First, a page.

Family drama takes a turn for the darkly comic in the Shawnigan Players’ outstanding production of August: Osage County, which opened Wednesday, March 2 at the Duncan Showroom.
The play by Tracy Letts tells the hilarious and tragic story of the Weston family as it copes with addiction, marital discord and loss, with superb acting and stage direction coming alive in the Duncan Showroom’s intimate “in the round” layout.
“I am not hooked, I am in pain,” the family matriarch Violet (Jan Ovans) tells her daughters as she pops high-powered painkillers.
The Weston daughters Ivy (Breann Landry), Karen (Kimberley Phillips) and Barbara (Elissa Barron) have come home to Oklahoma to visit Violet after her husband and their father Beverly (Bob Norris), goes missing. A renowned poet with a troubled past and drinking problem, the play opens with Beverly hiring Native American maid Johnna Monevato (Leanne Kato), who comes to serve as an anchor to the show and counterpoint to the hysterics of Violet and Barbara.
“I can’t perpetuate these myths of family and sisterhood any more,” Ivy says at one point in despair.
Separation, new love and forbidden love face the three Weston daughters, as well as a sexual abuse situation that develops between Barbara’s teenage daughter Jean (Gabrielle Marcolin) and Karen’s 30-something fiancée Steve (Matt Williams).
Fans may recognize the name August: Osage County from the 2013 movie of the same name starring Meryl Streep and Julia Roberts, with a screenplay also written by Letts, but the stage version is even more raw than the film, putting highly personal, emotional, hilarious and unpredictable situations right in front of the audience. It feels like you’re watching a family try to resolve years of tension in a big living room brawl.
The sarcastic one-liners flow and the awkwardness abounds as events unfold, with incredibly good performances from all in the 14-member cast and excellent direction by Alex Gallacher. Situations verge sharply from laugh-out-loud, such as when Karen is manically telling Barbara about how in love she is not realizing Barbara is right in the process of a deeply painful separation from her husband, or when relative Charlie Aiken (Gord Levin) pretends to be impressed by Jean’s opposition to eating meat which she says contains the unhealthy fear of an animal before slaughter.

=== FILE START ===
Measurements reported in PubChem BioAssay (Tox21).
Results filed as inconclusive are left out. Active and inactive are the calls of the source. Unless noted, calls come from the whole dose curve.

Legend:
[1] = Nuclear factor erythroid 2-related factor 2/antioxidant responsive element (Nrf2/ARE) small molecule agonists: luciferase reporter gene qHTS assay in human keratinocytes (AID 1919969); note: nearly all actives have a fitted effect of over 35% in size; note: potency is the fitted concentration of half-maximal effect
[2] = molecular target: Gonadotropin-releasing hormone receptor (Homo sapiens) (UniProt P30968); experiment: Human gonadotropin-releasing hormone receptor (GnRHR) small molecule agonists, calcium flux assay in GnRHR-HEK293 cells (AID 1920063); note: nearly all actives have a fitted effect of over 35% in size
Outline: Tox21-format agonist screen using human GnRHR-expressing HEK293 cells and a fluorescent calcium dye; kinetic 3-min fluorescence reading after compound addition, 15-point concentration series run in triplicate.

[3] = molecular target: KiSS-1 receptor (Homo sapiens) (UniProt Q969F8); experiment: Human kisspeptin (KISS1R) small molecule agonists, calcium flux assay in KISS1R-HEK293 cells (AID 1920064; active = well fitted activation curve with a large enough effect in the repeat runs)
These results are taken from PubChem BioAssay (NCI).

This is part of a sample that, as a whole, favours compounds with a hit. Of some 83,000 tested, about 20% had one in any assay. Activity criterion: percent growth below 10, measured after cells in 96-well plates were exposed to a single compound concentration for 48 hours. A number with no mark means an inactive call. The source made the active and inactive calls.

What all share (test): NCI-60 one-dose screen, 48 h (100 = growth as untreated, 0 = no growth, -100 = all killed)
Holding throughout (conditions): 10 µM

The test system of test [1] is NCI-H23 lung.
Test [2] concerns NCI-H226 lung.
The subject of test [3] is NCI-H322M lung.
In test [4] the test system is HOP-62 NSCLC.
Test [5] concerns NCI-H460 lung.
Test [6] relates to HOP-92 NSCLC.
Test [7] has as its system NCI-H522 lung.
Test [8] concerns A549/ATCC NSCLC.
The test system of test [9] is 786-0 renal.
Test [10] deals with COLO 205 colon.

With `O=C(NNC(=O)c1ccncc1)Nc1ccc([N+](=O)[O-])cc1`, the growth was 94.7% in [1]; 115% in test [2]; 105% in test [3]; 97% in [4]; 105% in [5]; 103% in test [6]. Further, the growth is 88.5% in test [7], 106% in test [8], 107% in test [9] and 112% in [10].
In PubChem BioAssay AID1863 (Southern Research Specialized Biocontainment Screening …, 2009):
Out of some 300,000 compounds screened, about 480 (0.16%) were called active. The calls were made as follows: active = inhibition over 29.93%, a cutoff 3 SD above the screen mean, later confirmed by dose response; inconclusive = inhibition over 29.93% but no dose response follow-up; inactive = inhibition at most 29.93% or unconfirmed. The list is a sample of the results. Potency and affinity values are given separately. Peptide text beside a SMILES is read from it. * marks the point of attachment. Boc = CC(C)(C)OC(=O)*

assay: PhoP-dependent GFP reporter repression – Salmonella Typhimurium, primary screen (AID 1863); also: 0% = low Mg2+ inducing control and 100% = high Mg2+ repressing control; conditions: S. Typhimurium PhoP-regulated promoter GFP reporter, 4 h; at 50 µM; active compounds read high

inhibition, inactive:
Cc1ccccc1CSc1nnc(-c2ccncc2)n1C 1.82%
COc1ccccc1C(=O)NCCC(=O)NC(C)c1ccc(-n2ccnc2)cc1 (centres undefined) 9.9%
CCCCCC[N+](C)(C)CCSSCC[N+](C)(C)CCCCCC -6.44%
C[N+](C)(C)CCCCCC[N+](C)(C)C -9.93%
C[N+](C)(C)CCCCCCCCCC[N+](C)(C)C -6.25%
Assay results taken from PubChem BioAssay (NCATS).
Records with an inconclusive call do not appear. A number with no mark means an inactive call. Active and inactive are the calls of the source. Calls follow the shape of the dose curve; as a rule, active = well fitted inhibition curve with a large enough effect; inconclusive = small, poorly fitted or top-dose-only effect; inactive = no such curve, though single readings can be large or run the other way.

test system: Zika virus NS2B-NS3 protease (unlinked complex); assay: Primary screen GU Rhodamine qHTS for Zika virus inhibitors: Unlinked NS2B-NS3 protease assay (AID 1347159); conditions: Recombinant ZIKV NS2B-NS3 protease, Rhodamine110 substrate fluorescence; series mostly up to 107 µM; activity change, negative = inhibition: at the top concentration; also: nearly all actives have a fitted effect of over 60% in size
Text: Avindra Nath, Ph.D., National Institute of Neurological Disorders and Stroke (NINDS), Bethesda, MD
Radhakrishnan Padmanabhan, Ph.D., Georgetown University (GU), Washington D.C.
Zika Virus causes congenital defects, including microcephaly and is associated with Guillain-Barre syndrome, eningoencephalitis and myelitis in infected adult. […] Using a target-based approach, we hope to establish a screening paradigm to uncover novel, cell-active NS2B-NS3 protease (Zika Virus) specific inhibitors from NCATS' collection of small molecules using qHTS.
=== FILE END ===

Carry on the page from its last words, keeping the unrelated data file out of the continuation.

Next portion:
“Ahhggg, ahhggg,” he says, standing and clutching his throat at the dinner table as the family rushes to help and asks what’s wrong.
“I just had me a big ol’ bite of fear!” Charlie says, as the whole family (other than Jean) erupts in laughter.
Despite its often very dark subject matter there is an undertone of humour and ridiculous, jarring situations through the whole play that had the audience chuckling and laughing about three-quarters of the time. The play not only tackles a fractured family trying to put the pieces back together again, but provides some deeper commentary on the state of society today and how people interact, including a wry dig at materialism and a look at how individuals often instinctively play off psychological weaknesses to keep negative emotional trauma alive and continuing for themselves and others.
Southern accents were very well done by the Shawnigan Players, being very believable, with complex, witty, angry and sarcastic lines delivered effortlessly, particularly by leads Violet (slurred half the time to portray her drugged state) and Barbara.
The three-hour runtime of the play goes by in a flash, as the plot and characters draw the audience in and the conclusion approaches. There are plenty of f-words dropped in the course of August: Osage County, but the one that packs the strongest emotional punch — for better or for worse — is “family.”
There’s still a chance to see August: Osage County as it continues to run March 9 to 12 at 7:30 p.m. at the Duncan Showroom. Tickets are $15 in advance or $20 at the door. For tickets call the Duncan Showroom at 250-748-7246 or buy them at Ten Old Books in Duncan and Mason’s Store in Shawnigan Lake. You may also purchase tickets online by emailing email@example.com or visiting www.duncanshowroom.com. Caution: there is profanity and coarse language throughout the play as well as depictions of drug use.